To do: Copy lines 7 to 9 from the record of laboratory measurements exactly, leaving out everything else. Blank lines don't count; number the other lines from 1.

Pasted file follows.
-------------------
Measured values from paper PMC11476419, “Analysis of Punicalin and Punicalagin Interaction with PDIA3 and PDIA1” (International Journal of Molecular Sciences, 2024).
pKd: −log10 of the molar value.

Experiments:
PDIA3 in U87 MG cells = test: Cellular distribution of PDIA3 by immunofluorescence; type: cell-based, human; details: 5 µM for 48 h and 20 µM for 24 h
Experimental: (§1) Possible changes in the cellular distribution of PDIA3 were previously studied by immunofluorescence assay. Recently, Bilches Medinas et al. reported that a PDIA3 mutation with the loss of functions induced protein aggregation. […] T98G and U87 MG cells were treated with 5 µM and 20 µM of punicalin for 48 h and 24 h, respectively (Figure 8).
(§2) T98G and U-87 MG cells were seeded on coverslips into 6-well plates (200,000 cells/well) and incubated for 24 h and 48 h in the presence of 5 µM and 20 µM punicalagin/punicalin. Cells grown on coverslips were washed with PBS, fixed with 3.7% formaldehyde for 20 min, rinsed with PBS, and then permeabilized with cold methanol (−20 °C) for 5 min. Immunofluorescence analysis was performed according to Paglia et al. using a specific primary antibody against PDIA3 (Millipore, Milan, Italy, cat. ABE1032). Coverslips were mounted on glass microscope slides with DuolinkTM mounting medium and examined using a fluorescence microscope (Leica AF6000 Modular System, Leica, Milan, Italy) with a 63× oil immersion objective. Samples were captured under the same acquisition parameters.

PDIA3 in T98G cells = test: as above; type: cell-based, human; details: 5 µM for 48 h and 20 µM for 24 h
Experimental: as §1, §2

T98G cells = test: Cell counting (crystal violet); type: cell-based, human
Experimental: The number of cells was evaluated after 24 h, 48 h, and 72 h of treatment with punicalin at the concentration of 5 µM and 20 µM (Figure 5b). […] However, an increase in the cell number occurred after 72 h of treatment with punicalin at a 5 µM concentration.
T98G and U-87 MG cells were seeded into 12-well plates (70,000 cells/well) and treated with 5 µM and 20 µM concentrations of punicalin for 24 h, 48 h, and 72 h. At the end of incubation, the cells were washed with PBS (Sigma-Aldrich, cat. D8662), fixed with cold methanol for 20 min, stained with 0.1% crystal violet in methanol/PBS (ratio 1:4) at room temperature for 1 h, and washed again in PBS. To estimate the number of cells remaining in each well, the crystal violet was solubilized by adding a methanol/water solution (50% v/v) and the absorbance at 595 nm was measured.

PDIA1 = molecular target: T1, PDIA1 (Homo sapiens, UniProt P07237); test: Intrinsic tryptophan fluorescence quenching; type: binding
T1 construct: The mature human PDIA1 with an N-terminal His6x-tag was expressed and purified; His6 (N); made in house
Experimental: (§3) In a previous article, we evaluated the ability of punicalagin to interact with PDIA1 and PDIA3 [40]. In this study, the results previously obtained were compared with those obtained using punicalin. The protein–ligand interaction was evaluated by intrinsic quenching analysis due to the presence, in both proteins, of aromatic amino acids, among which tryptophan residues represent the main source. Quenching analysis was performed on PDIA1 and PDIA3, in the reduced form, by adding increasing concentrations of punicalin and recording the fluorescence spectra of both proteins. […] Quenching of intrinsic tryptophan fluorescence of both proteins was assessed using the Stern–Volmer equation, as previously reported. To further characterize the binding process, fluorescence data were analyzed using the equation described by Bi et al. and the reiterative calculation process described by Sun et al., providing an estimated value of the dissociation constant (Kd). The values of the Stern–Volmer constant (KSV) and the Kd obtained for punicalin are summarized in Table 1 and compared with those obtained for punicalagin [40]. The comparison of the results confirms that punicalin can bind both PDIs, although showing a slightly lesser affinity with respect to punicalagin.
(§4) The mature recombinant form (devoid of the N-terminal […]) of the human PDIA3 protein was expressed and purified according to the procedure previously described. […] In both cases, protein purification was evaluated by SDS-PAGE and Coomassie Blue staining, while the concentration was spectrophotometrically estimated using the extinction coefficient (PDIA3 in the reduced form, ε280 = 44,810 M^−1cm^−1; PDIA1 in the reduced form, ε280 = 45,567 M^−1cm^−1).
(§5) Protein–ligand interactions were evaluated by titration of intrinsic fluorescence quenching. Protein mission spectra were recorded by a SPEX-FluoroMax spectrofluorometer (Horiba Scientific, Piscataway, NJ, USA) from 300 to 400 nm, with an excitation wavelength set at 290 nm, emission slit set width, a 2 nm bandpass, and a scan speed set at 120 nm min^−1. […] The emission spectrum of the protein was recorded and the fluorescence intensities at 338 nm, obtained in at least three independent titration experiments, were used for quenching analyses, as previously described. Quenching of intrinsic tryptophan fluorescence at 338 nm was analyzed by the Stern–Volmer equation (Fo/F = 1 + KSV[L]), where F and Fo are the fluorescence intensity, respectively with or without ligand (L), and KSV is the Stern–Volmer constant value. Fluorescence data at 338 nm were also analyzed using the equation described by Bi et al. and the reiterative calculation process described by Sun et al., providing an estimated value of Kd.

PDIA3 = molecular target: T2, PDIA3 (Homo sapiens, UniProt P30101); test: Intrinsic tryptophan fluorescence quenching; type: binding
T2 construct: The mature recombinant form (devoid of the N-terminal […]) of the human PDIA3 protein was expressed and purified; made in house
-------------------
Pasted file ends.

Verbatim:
PDIA3 in T98G cells = test: as above; type: cell-based, human; details: 5 µM for 48 h and 20 µM for 24 h
Experimental: as §1, §2

T98G cells = test: Cell counting (crystal violet); type: cell-based, human